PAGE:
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No need to worry

Insa Wrede/ db, smsMarch 7, 2014

More than one third of Europe's gas needs are covered by Russian gas. The crisis in Ukraine has kindled fears that Russia could stop the flow.

Worker at Nord stream pipeline (photo: Jens Koehler/dapd)
Image: dapd

The crisis in Ukraine is not only about politics, it's also about natural gas. Russia, a key gas producer, supplies Europe with about a third of the gas it needs - and Ukraine is an important transit state.

Almost 40 percent of the gas used in Germany comes from Russia. The Baltic States' dependency is even greater: Russia supplies them with almost 100 percent of the gas they need. Ukraine, too. The crisis in Ukraine, which also depends on Russian gas, has unleashed increasing concern about Europe's energy supplies. Moscow has been known to employ energy giant Gazprom to serve political ends.

Twice since 2006, Russia cut gas flows to Ukraine because of disagreements over transit conditions and prices. Russia also suspected Ukraine of siphoning gas from Russian pipelines passing through the country. Gazprom announced this week it would cancel a 30 percent discount on natural gas for Ukraine, and demanded the country settle its debts - a harsh blow for a country teetering on the brink of bankruptcy.

In for a penny, in for a pound

What if the dispute escalates and Moscow stops the flow of gas? Experts have said Western Europe would probably not be that badly affected.

"That wouldn't affect the EU very much," said Jonas Grätz of the Center for Security Studies (CSS) in Zurich, adding a cut would hit eastern nations like Hungary and Bulgaria more than states in Western Europe, where the gas reservoirs are still filled to about 60 percent - enough for up to four months.

"There's a glut on the international gas markets," said Claudia Kemfert, an energy expert with the Berlin-based German Institute for Economic Research (DIW). But Kemfert said in the long run, Europe is insufficiently prepared to purchase a third of the gas it needs elsewhere. "That is true in particular for countries in Southeast Europe that buy large amounts of gas in Russia."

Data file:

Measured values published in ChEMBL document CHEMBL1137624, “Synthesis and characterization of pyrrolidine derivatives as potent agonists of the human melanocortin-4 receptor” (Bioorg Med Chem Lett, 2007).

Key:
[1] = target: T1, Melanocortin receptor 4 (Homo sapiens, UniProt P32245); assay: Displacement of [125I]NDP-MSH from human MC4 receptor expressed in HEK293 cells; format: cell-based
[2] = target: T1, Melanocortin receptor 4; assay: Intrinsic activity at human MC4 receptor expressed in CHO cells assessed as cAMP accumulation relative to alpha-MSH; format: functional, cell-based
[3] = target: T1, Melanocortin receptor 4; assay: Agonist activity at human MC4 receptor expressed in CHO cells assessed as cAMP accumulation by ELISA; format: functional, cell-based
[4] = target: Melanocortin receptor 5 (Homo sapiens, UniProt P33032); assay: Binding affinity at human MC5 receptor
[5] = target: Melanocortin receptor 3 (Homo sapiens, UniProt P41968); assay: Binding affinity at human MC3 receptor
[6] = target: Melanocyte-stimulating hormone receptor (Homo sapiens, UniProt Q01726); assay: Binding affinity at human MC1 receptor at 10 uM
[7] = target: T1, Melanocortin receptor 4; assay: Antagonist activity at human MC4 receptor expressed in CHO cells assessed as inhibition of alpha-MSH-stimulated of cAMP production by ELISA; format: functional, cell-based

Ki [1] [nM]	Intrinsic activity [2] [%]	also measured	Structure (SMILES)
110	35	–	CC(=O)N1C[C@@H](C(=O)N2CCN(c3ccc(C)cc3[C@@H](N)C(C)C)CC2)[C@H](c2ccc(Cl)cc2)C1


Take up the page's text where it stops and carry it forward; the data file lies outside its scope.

A worker does the preparation work for welding the first section of the South Stream pipeline in Anapa, Russia (photo: Mikhail Metzel/AP/dapd)
Russia has many ways to transport natural gas -it could easily cut off UkraineImage: dapd

If transit via Ukraine were blocked, Russian gas could instead flow through the Nord Stream Pipeline that takes natural gas from Russia to Germany under the Baltic Sea. Then, there's the Yamal-Europe natural gas pipeline which runs across Belarus and Poland to Germany. Should Russia halt all shipments, tankers could bring liquid natural gas to Europe from the Middle East. But Germany, for one, doesn't have a terminal to unload such tankers. In case of a longer disruption, gas buyers could also turn to Algeria and Norway.

Russia's biggest customer

Both the EU Commission and the German government maintain that the Crimea crisis does not endanger gas supplies to the European Union. Germany Economy Minister Sigmar Gabriel pointed out that Russia has always honored its contracts with Western Europe.

"There's no reason to be concerned at the moment," EU Energy Commissioner Günther Oettinger said, adding that the gas reserves are actually higher than they were last year due to Europe's mild winter temperatures.

Russia is not likely to cut gas supplies to Europe. "Russia heavily depends on energy deliveries to Europe," Kemfert said. "Some 60 percent of Russia's state income is due to oil, gas and coal sales - and a large part of that goes to Europe."

Gazprom pipeline (photo: EPA/KERIM OKTEN)
Halting all gas exports to Europe would hurt Russia's economyImage: picture-alliance/dpa

Grätz added that "a different approach was needed to be taken to Russia's dependence on the European market." One possibility, he said, would be the strict implementation of European market rules on all dealings with Gazprom. Russian President Vladimir Putin has often used the energy giant to serve his own geopolitical goals. If European countries cut imports of Russian energy, it would negatively impact Gazprom as 60 percent of its revenue comes from the European market.

"When Gazprom has problems then Putin will also have problems because he needs the company in order to achieve projects in Russia, such as Sochi, and the supply of gas to rural regions as well as using the company as a means to conduct foreign policy," Grätz said.

Pressure on Ukraine

Russia is currently the European Union's third largest trading partner. In 2012, Russia exported 215 billion euros ($300 billion) worth of goods to the EU and imported 123.4 billion euros from the 28-member bloc. Germany currently represents Russia's third largest trading partner, exporting mainly cars, machines and chemical products. Russia, however, is Germany's 11th most important trade partner, just behind Poland.

The situation in Ukraine, however, is very different, and the EU is concerned about the country's energy supply. After meeting this week with EU energy ministers, Oettinger said the bloc was considering helping Kyiv pay its energy bill. It is also considering sending gas to Ukraine in pipelines that run through Slovakia.